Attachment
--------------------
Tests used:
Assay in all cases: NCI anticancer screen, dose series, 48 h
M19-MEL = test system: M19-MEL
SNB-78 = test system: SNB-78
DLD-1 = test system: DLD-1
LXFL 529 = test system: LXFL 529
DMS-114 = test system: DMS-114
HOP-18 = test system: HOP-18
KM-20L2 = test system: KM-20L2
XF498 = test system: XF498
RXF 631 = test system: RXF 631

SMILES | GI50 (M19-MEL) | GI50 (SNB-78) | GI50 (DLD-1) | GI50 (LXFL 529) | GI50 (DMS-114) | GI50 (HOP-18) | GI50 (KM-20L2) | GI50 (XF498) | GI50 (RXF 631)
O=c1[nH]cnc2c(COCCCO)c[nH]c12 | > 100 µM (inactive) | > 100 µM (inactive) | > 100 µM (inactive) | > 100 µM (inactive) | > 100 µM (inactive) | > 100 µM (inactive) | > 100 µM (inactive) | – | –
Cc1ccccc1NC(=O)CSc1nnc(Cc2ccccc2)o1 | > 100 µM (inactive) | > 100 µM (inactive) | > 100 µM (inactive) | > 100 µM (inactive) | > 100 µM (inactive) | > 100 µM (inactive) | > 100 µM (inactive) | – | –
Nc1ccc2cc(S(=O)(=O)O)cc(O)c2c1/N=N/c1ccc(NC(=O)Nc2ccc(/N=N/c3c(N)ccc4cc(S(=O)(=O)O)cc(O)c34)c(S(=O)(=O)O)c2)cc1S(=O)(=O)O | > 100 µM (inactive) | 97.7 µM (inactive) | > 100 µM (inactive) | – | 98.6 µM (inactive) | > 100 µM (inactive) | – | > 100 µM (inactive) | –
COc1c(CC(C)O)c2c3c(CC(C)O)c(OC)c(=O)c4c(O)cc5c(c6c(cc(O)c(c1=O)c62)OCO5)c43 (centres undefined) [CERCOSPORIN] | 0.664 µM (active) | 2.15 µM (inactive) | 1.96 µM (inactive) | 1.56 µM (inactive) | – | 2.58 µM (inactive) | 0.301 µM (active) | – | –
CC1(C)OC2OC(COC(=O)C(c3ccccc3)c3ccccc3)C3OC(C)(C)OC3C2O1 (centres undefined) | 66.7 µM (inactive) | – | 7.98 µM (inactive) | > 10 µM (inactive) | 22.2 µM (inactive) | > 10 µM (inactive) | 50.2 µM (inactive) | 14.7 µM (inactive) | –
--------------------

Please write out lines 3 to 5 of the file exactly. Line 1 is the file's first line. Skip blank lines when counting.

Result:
M19-MEL = test system: M19-MEL
SNB-78 = test system: SNB-78
DLD-1 = test system: DLD-1